Some years ago, on the first day of a Shakespeare course, when I asked students to explain why they wanted to take the class, one person answered, “Because even a six year-old knows about Shakespeare.” As my daughter was six at the time, I decided to put my student’s theory to the test.
That night, I asked her, “Do you know who Shakespeare is?”
“Isn’t he that guy who wears pumpkin pants?” she said.
The question to my class wasn’t rhetorical or strategic. I’m curious why people still study Shakespeare. Though a few students have no justification beyond their parents’ wishes, most answer as the student above did: Shakespeare has added immeasurably to our culture, and there must be something to an author who has persisted lo these 400 years. He is Famous (capital “F”) and Important (capital “I”). Yet, while cultural literacy is a valid answer, it’s also safe. I secretly admire levelers like my daughter who refuse to take Shakespeare too seriously. I love asking, “Why Shakespeare?”
Shakespeare worshipers are called “bardolators.” I’m not sure I’d consider myself a bardolator now, and I certainly didn’t start out as one. My first attraction to Shakespeare was competitive—everyone told me how hard he is, and, seeing myself as a literary giant killer, I wanted to fell every author others couldn’t handle. I was cultivating a list of difficult books I’d finished. I never expected to find anything new in Shakespeare. At first, I didn’t, just more lyricism and subtlety. I liked reading his lines aloud—even a giant killer recognizes music—but I clung to skepticism. I bristled when anyone said, “He’s kind of a big deal.”
As my capacity to understand Shakespeare grew, so did my respect. Scholars have so many and so different thoughts about his plays and, after you’ve studied Shakespeare for a while you begin to see that, while nothing is new, everything is there. You begin to feel as philosophy majors must about Socrates. He got to just about every major question about humanity, and he got there first. Even at that stage in my appreciation, however, questions nagged me—what did I really admire, Shakespeare, or my ability to interpret his lines?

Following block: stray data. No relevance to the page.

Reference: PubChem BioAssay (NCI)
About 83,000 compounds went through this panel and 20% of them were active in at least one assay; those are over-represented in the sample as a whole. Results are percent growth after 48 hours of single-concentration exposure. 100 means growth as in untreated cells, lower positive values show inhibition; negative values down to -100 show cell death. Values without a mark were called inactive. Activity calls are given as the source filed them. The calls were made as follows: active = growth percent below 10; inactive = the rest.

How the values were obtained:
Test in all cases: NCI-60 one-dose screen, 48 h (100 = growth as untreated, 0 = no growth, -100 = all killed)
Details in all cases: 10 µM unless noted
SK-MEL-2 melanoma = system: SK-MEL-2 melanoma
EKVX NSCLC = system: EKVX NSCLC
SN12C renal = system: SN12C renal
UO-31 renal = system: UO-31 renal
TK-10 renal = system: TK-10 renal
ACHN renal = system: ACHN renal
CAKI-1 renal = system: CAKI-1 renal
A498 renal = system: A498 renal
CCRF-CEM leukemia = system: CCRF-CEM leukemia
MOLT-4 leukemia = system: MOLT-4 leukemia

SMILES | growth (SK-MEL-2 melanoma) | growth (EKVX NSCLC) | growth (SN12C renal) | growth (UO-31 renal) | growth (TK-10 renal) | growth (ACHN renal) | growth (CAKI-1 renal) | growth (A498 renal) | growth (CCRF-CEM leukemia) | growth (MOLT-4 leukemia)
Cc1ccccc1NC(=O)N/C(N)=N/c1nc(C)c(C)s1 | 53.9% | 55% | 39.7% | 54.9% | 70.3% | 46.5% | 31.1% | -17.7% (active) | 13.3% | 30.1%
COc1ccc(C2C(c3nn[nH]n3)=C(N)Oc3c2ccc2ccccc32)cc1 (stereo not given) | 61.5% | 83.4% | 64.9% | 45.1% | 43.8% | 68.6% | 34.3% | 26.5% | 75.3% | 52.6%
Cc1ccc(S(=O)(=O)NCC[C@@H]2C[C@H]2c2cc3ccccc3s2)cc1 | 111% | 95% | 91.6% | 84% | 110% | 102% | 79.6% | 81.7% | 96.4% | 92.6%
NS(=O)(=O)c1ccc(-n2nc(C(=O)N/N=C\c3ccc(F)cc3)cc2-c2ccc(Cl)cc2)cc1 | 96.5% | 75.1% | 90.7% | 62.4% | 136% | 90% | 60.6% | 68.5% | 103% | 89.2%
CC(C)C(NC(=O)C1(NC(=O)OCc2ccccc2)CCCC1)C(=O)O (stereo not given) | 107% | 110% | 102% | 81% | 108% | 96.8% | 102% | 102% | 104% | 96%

Truth is, a good deal of Shakespeare’s difficulty comes from imprecision. A line like “Light, seeking light, doth light of light beguile” (LLL, I.1: 77) sounds illuminating but couldn’t be more shadowy. Like most good poetry, the sound of of Shakespeare’s lines ring as much as their sense, and it’s easy to mistake lyricism for wisdom or artistic virtuosity. When you watch or listen to Shakespeare, the current of musical language can carry you away and squelch questions like “What the hell does that mean?”
Samuel Johnson dares to suggest Shakespeare didn’t understand either. The Bard, Johnson says, sometimes finds himself, “Entangled with an unwieldy sentiment, which he cannot well express, and will not reject; he struggles with it for a while; and if it continues stubborn, comprises it in such words as occur, and leaves it to be disentangled by those who have more leisure to bestow upon it.”
In other words, Shakespeare was lazy, all-too-willing to settle for ambiguity that leaves explanation and interpretation to others.
My biggest breakthrough came from recognizing these “others” as actors. My best answer to “Why Shakespeare?” may be that his work makes literary criticism practical. To perform his lines, you must understand them… even if that means devising something more likely than true. You can talk about accurate interpretations of Shakespearian characters, and lines limit possibilities somewhat, but half the fun is renovating roles, finding what you need in them. Their expansive humanity makes re-evaluating the characters possible. In an even larger sense, producing Shakespeare means rendering it contemporary and relevant. If the plays weren’t so slippery, reinventing them might be impossible.
Not many students embrace the difficulty of Shakespeare as I did—I think I’ll cry if I hear one more freshman say the plays need to be translated into English—but most students enjoy acting out lines and putting his plays on their legs. Students are surprised to discover the difficulty of Shakespeare also makes it fun to play.
In two weeks, I’m off to New York City to study Shakespeare and, to prepare, I’m rereading the three plays we’ll cover. As always, I wince—some moments are so dated or corny or implausible or bombastic or ornate—but behind it all is something that, even after 400 years, waits to be revealed. Any mystery that survives so long, that stretches just out of our reach and still invites investigation must be good, must be worth studying.
Shakespeare is no god—he wore pumpkin pants, after all—but maybe his murkiness, his flawed effort to sing exactly what being human means is better than divinity. For me, his humanity is the best reason to keep him around.